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All of life's decisions, whether major or minor, and for that matter each of life's precious moments, involve the simple question, which you ask yourself time and again, every second of every day of your life. It is this: Should I stay or should I go? Just like the song by The Clash.

And it's true - at one level. Think about it. The alarm goes off at 7. Should I stay asleep an extra 10 minutes or get up out of bed and go about my day. Should I luxuriate in the shower for a total of 3 minutes or 5? (I urge you to remember it's a drought we're in!) And days are built on these seemingly insignificant choices, which aren't so insignificant if you snooze so long you wind up late for wherever it is you're supposed to be.

But this simple question applies to all of life's major choices as well. Should I remain in this relationship or should we break up? Should I remain at home or get my own place? Do I like my job or should I find another? Pursue a graduate degree or content myself with a high school degree or college diploma or GED? Have a kid or be a spinster? Quit or keep on? I've run road races, particularly marathons, particularly in hot weather, where each mile, and sometimes every step, I ask myself, Should I stay in this piece of sh*& or bow the hell out? I always finish running. But I've run from other commitments, as in love and work.

Should you keep reading this post or move onto something else? Keep living life or end it all now? I certainly hope you opt for the former.

Should I stay or should I go? Life is built on that. At one level. That of the lower self. The ego-based personality who grows up grows old and dies and in between is a product of choices and their consequences lives and dies by whether to quit or keep on. But there is an even bigger choice you make, and with equal frequency (read: every waking moment of every day): a choice whose ramifications are far more far-reaching and final. What's more far-reaching and final than death? Going beyond.

The decision is whether to act from the higher Self, or from the lower. The lower you is a product of genetics and upbringing, sees yourself as separate from others and tries to get ahead; the lower you is reactive and self-serving. Even acts of generosity and altruism are often done with some mind to ulterior motives. For instance: If I donate enough to my former high school will they name their football field after me? The problems in the world are the result of this tendency, all-too-common, to act from the lower self. And why not? If I don't look out for me, who will? But who are you really? The real you is beyond pleasure and pain. And yes, beyond death. Because You are beyond time.

This higher Self or true You, consciousness Itself, ever the Witness, is with you everywhere you go, like a guiding light, shining on all you think, feel, say and do. When you come from this Self, whose nature is Love, who sees through apparent differences and duality to the underlying Oneness, your actions are purified, sanctified and true.

The true You never reacts. The true You is power, is bliss, is tranquility. While the lower you is like a rollicking wave skimming across the surface of life, the real You is the fathomless deep blue sea from whose still depths all springs. Each moment, whether consciously or not - but usually consciously, since the Self is pure blissful consciousness - you decide whether to act from the ego-based personality, this "mini-me" which vacillates between knowledge and ignorance and always reacts, or come from the fullness of the Higher Self, the "I AM" of the scriptures, which comes from eternal wisdom and always acts in accordance with its nature which is Truth.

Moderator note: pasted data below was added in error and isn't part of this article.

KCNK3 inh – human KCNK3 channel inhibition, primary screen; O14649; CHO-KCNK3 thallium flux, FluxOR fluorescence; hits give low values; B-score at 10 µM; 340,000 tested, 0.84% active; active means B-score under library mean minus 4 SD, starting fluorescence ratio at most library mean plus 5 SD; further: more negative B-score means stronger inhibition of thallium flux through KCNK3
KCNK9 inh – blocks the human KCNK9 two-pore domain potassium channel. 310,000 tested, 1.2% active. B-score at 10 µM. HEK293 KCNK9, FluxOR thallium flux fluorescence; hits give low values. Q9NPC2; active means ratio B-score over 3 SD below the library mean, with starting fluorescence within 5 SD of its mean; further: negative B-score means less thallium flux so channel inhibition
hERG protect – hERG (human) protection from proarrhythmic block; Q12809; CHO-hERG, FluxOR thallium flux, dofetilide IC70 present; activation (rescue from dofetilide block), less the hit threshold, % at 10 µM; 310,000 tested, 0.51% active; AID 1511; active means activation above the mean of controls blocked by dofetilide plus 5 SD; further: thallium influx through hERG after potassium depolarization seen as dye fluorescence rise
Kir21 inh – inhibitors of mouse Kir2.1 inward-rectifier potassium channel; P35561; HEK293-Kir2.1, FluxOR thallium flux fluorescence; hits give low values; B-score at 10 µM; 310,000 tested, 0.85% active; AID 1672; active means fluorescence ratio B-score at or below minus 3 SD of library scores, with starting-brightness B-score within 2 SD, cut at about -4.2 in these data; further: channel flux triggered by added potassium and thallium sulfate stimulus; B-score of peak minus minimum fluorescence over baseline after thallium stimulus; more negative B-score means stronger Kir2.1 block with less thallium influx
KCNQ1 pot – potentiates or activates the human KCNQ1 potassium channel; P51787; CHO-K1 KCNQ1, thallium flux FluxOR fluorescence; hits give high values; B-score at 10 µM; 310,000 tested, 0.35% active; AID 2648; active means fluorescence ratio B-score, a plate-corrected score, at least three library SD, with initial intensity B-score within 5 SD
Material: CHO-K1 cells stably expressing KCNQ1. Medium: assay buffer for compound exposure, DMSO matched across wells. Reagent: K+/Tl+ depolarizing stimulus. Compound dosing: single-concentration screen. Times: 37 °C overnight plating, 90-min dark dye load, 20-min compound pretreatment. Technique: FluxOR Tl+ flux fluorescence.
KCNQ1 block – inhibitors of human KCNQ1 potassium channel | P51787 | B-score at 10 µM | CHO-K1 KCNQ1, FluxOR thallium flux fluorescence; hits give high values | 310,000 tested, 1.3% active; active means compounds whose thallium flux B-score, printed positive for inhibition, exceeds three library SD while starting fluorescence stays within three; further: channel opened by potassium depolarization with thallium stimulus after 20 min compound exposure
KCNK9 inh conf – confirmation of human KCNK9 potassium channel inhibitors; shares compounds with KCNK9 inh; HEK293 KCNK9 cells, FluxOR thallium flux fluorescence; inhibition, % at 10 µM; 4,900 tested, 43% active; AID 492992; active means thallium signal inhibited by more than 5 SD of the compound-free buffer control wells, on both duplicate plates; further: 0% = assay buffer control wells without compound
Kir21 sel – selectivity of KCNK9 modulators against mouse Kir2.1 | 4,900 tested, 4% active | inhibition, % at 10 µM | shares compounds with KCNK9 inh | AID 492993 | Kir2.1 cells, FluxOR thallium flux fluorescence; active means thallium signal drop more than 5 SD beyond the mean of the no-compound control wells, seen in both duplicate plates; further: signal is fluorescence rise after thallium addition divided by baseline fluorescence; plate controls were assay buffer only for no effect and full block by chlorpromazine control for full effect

Ask yourself every second of every day: Do I operate from the false or from the True?

Be True to this Self, abide in its fullness and bliss, and the world around you will reflect the wisdom of your life's message and work.

You ask, How does one who operates always from the Higher Self, always comes from Love, behave in the world of today? British Nobel Laureate Rudyard Kipling provides the answer in his poem "If--" (1895) which is said to be the essence of the Bhagavad Gita, itself the essence of the Hindu scriptures. Thus we have here the essence of the essence, or the quintessence.
If you can keep your head when all about you
  Are losing theirs and blaming it on you,
If you can trust yourself when all men doubt you,
  But make allowance for their doubting too;
If you can wait and not be tired by waiting,
  Or being lied about, don’t deal in lies,
Or being hated, don’t give way to hating,
  And yet don’t look too good, nor talk too wise:

If you can dream—and not make dreams your master;
  If you can think—and not make thoughts your aim;
If you can meet with Triumph and Disaster
  And treat those two impostors just the same;
If you can bear to hear the truth you've spoken
  Twisted by knaves to make a trap for fools,
Or watch the things you gave your life to, broken,
  And stoop and build ’em up with worn-out tools:

If you can make one heap of all your winnings
  And risk it on one turn of pitch-and-toss,
And lose, and start again at your beginnings
  And never breathe a word about your loss;
If you can force your heart and nerve and sinew
  To serve your turn long after they are gone,
And so hold on when there is nothing in you
  Except the Will which says to them: “Hold on!”

If you can talk with crowds and keep your virtue,
  Or walk with Kings—nor lose the common touch,
If neither foes nor loving friends can hurt you,
  If all men count with you, but none too much;
If you can fill the unforgiving minute
  With sixty seconds’ worth of distance run,
Yours is the Earth and everything that’s in it,
  And—which is more—you’ll be a Man, my son.

Now don't just STAY there, GO ponder this!


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